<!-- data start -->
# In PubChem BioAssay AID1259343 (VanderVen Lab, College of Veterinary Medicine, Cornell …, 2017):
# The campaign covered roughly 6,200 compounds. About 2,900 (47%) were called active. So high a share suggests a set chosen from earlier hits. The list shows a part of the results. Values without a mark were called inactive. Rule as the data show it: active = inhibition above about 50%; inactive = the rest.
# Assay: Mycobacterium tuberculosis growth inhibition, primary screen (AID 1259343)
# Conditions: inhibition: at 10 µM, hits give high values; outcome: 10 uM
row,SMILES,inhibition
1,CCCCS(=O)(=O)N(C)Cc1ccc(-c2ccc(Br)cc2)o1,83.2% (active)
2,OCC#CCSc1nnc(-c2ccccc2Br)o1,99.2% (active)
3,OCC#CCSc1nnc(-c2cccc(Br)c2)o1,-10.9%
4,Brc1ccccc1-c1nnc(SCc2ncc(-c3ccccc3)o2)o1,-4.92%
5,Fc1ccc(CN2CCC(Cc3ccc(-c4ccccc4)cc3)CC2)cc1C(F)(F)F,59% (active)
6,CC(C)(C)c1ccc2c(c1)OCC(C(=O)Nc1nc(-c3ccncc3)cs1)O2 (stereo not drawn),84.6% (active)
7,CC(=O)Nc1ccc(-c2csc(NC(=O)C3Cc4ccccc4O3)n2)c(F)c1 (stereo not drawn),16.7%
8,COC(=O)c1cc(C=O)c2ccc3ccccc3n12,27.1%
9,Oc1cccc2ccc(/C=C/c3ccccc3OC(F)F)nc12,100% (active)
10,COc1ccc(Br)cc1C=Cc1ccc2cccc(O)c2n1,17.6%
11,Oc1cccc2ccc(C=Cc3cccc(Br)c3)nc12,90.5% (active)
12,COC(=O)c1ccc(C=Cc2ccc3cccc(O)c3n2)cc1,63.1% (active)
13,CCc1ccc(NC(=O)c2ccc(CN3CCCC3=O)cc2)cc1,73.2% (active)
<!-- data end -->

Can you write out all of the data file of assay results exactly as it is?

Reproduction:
# In PubChem BioAssay AID1259343 (VanderVen Lab, College of Veterinary Medicine, Cornell …, 2017):
# The campaign covered roughly 6,200 compounds. About 2,900 (47%) were called active. So high a share suggests a set chosen from earlier hits. The list shows a part of the results. Values without a mark were called inactive. Rule as the data show it: active = inhibition above about 50%; inactive = the rest.
# Assay: Mycobacterium tuberculosis growth inhibition, primary screen (AID 1259343)
# Conditions: inhibition: at 10 µM, hits give high values; outcome: 10 uM
row,SMILES,inhibition
1,CCCCS(=O)(=O)N(C)Cc1ccc(-c2ccc(Br)cc2)o1,83.2% (active)
2,OCC#CCSc1nnc(-c2ccccc2Br)o1,99.2% (active)
3,OCC#CCSc1nnc(-c2cccc(Br)c2)o1,-10.9%
4,Brc1ccccc1-c1nnc(SCc2ncc(-c3ccccc3)o2)o1,-4.92%
5,Fc1ccc(CN2CCC(Cc3ccc(-c4ccccc4)cc3)CC2)cc1C(F)(F)F,59% (active)
6,CC(C)(C)c1ccc2c(c1)OCC(C(=O)Nc1nc(-c3ccncc3)cs1)O2 (stereo not drawn),84.6% (active)
7,CC(=O)Nc1ccc(-c2csc(NC(=O)C3Cc4ccccc4O3)n2)c(F)c1 (stereo not drawn),16.7%
8,COC(=O)c1cc(C=O)c2ccc3ccccc3n12,27.1%
9,Oc1cccc2ccc(/C=C/c3ccccc3OC(F)F)nc12,100% (active)
10,COc1ccc(Br)cc1C=Cc1ccc2cccc(O)c2n1,17.6%
11,Oc1cccc2ccc(C=Cc3cccc(Br)c3)nc12,90.5% (active)
12,COC(=O)c1ccc(C=Cc2ccc3cccc(O)c3n2)cc1,63.1% (active)
13,CCc1ccc(NC(=O)c2ccc(CN3CCCC3=O)cc2)cc1,73.2% (active)